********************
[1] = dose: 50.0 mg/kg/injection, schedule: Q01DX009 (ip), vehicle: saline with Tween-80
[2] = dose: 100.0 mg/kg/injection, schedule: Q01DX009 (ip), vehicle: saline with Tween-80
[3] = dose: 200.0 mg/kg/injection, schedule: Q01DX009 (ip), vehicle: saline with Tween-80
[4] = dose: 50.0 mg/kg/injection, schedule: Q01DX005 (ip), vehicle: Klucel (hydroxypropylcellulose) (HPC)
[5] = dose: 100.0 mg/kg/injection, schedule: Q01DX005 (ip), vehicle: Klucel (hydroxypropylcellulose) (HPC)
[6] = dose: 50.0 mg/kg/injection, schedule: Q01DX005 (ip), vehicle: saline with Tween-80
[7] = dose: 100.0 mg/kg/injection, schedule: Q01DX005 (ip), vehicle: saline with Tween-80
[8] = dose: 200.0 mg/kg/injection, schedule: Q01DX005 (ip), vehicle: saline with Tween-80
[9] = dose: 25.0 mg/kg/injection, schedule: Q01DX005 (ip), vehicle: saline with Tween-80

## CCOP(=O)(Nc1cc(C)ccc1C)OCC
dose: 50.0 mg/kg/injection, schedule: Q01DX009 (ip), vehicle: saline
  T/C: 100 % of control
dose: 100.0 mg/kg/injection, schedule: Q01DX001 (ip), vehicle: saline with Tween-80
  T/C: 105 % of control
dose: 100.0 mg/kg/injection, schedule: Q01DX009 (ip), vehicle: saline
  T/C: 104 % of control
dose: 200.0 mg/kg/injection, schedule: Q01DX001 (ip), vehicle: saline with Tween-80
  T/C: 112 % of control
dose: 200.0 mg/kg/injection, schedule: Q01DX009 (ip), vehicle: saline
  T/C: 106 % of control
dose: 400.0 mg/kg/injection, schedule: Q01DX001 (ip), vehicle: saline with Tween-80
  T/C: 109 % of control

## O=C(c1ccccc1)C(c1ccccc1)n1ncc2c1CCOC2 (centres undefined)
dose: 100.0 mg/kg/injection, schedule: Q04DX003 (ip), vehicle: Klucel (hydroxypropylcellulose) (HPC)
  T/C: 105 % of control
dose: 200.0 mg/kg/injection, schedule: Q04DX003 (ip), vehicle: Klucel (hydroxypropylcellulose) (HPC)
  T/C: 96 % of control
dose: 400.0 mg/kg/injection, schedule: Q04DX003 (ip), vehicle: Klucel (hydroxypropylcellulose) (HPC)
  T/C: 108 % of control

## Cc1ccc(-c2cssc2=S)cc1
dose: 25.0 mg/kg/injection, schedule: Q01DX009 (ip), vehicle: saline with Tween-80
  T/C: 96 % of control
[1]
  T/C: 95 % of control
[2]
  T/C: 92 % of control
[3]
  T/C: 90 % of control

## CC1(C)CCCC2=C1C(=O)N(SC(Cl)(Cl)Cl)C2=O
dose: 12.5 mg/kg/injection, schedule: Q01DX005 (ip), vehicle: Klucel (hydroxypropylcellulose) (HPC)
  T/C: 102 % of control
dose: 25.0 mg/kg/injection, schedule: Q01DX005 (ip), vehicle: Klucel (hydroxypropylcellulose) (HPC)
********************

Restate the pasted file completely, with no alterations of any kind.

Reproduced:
[1] = dose: 50.0 mg/kg/injection, schedule: Q01DX009 (ip), vehicle: saline with Tween-80
[2] = dose: 100.0 mg/kg/injection, schedule: Q01DX009 (ip), vehicle: saline with Tween-80
[3] = dose: 200.0 mg/kg/injection, schedule: Q01DX009 (ip), vehicle: saline with Tween-80
[4] = dose: 50.0 mg/kg/injection, schedule: Q01DX005 (ip), vehicle: Klucel (hydroxypropylcellulose) (HPC)
[5] = dose: 100.0 mg/kg/injection, schedule: Q01DX005 (ip), vehicle: Klucel (hydroxypropylcellulose) (HPC)
[6] = dose: 50.0 mg/kg/injection, schedule: Q01DX005 (ip), vehicle: saline with Tween-80
[7] = dose: 100.0 mg/kg/injection, schedule: Q01DX005 (ip), vehicle: saline with Tween-80
[8] = dose: 200.0 mg/kg/injection, schedule: Q01DX005 (ip), vehicle: saline with Tween-80
[9] = dose: 25.0 mg/kg/injection, schedule: Q01DX005 (ip), vehicle: saline with Tween-80

## CCOP(=O)(Nc1cc(C)ccc1C)OCC
dose: 50.0 mg/kg/injection, schedule: Q01DX009 (ip), vehicle: saline
  T/C: 100 % of control
dose: 100.0 mg/kg/injection, schedule: Q01DX001 (ip), vehicle: saline with Tween-80
  T/C: 105 % of control
dose: 100.0 mg/kg/injection, schedule: Q01DX009 (ip), vehicle: saline
  T/C: 104 % of control
dose: 200.0 mg/kg/injection, schedule: Q01DX001 (ip), vehicle: saline with Tween-80
  T/C: 112 % of control
dose: 200.0 mg/kg/injection, schedule: Q01DX009 (ip), vehicle: saline
  T/C: 106 % of control
dose: 400.0 mg/kg/injection, schedule: Q01DX001 (ip), vehicle: saline with Tween-80
  T/C: 109 % of control

## O=C(c1ccccc1)C(c1ccccc1)n1ncc2c1CCOC2 (centres undefined)
dose: 100.0 mg/kg/injection, schedule: Q04DX003 (ip), vehicle: Klucel (hydroxypropylcellulose) (HPC)
  T/C: 105 % of control
dose: 200.0 mg/kg/injection, schedule: Q04DX003 (ip), vehicle: Klucel (hydroxypropylcellulose) (HPC)
  T/C: 96 % of control
dose: 400.0 mg/kg/injection, schedule: Q04DX003 (ip), vehicle: Klucel (hydroxypropylcellulose) (HPC)
  T/C: 108 % of control

## Cc1ccc(-c2cssc2=S)cc1
dose: 25.0 mg/kg/injection, schedule: Q01DX009 (ip), vehicle: saline with Tween-80
  T/C: 96 % of control
[1]
  T/C: 95 % of control
[2]
  T/C: 92 % of control
[3]
  T/C: 90 % of control

## CC1(C)CCCC2=C1C(=O)N(SC(Cl)(Cl)Cl)C2=O
dose: 12.5 mg/kg/injection, schedule: Q01DX005 (ip), vehicle: Klucel (hydroxypropylcellulose) (HPC)
  T/C: 102 % of control
dose: 25.0 mg/kg/injection, schedule: Q01DX005 (ip), vehicle: Klucel (hydroxypropylcellulose) (HPC)